The nation’s top representative body for lawyers has called for the Australian Parliament to pass amendments to marriage legislation without major adjustments.
Australia’s federal parliamentarians are being urged to say ‘yes’ to the Marriage Amendment (Definition and Religious Freedoms) Bill 2017, with no major alteration to the proposed law that passed through the senate last week.
The Law Council of Australia (LCA) has called on politicians in the House of Representatives to respect the will of the Australian people and legalise same-sex marriage.
LCA president Fiona McLeod SC said the bill, currently being debated in the lower house, deserved swift passage. She further noted that the form of proposed changes to national marriage laws reflected the will of the Australian people.
“The Senate has heeded this message and they should be congratulated,” Ms McLeod said.
“We urge the House of Representatives to follow suit and legalise marriage equality in the simplest and most straightforward way possible.”
According to the LCA, from a human rights perspective the bill in its current form does achieve the proper balance between protecting the right to religious freedom and the right to be free from discrimination.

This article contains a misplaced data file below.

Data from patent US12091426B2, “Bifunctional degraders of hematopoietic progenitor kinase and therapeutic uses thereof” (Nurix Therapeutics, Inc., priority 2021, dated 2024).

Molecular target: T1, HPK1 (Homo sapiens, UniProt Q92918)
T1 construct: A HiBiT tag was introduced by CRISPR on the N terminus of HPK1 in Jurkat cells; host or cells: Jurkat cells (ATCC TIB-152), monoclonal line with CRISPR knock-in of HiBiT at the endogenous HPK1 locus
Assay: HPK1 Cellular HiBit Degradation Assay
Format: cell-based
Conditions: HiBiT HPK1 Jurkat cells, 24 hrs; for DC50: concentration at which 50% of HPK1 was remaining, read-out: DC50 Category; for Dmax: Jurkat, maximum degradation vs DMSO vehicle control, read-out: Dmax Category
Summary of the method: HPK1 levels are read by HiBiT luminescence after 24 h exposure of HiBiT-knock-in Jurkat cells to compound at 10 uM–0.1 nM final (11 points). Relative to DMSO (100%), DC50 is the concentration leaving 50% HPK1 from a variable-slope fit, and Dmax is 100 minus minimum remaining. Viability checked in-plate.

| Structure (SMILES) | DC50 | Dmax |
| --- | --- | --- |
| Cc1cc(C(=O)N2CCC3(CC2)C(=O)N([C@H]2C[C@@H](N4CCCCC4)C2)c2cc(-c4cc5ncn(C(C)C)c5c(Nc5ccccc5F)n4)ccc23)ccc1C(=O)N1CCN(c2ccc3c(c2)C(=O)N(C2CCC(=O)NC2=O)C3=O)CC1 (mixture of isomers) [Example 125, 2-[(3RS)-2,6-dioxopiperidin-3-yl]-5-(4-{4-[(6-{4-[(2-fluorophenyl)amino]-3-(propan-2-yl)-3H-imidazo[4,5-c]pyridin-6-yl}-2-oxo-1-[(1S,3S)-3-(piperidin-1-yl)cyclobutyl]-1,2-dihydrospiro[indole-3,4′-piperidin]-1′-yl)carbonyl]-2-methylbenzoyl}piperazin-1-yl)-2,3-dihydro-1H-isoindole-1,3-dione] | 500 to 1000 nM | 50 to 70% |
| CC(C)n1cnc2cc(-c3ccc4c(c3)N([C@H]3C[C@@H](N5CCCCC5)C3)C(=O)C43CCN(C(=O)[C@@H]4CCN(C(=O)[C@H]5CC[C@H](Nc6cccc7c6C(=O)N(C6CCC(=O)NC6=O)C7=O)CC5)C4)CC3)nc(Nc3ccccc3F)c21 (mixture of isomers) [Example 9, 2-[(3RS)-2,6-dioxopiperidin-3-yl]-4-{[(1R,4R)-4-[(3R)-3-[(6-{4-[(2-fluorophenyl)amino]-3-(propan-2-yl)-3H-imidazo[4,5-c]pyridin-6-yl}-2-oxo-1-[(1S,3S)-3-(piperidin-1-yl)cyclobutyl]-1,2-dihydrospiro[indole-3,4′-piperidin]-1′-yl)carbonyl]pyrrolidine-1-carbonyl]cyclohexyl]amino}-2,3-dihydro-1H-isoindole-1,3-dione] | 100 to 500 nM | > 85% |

The group have taken the position that in context of the marriage equality, the proposed bill strikes balance by supporting the protection of religious freedoms in two ways: by permitting ministers of religion and religious marriage celebrants to refuse to solemnise a marriage; and by allowing bodies that are established for religious purposes to refuse to provide goods or services for the purposes of the solemnisation of a marriage.
“Freedom from discrimination is a fundamental human right. Discrimination on personal attributes, including sexual orientation, is contrary to our international obligations,” Ms McLeod said.
“The right to freedom of religion also appears in international law. While the freedom to have religious beliefs is also protected unconditionally, the manifestation or expression of those beliefs or religion may be subject to limitation where it impacts upon other fundamental rights,” she said.
Ms McLeod added that any detailed questions concerning religious freedom should be left to the expert panel that the government announced in November.